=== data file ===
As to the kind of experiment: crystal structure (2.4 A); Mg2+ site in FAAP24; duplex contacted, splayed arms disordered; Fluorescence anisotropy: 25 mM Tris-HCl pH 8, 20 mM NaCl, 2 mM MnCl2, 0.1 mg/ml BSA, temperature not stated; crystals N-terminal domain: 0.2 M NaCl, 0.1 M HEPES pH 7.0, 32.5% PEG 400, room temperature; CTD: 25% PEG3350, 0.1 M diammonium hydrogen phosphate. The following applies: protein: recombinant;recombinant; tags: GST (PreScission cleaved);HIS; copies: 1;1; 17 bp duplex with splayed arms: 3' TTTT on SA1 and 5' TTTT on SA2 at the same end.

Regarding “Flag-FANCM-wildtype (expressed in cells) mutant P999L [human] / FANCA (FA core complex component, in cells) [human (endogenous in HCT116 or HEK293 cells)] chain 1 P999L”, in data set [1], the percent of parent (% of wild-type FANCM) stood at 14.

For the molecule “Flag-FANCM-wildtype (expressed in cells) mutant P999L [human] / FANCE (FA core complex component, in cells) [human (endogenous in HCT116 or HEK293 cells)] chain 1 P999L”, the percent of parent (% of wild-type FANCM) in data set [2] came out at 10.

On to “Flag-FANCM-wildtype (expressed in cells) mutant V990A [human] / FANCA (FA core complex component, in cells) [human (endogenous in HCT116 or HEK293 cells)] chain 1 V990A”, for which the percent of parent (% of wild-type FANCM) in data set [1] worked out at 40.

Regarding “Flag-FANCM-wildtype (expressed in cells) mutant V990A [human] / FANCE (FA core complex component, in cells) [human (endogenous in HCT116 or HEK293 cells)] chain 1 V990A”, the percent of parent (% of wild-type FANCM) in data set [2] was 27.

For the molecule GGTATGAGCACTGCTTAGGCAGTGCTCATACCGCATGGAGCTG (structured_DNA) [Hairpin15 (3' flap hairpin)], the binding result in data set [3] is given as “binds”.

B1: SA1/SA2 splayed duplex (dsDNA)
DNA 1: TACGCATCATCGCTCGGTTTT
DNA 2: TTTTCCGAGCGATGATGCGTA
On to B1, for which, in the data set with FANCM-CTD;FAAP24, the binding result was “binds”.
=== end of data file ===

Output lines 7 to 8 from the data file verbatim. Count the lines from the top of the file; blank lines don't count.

B1: SA1/SA2 splayed duplex (dsDNA)
DNA 1: TACGCATCATCGCTCGGTTTT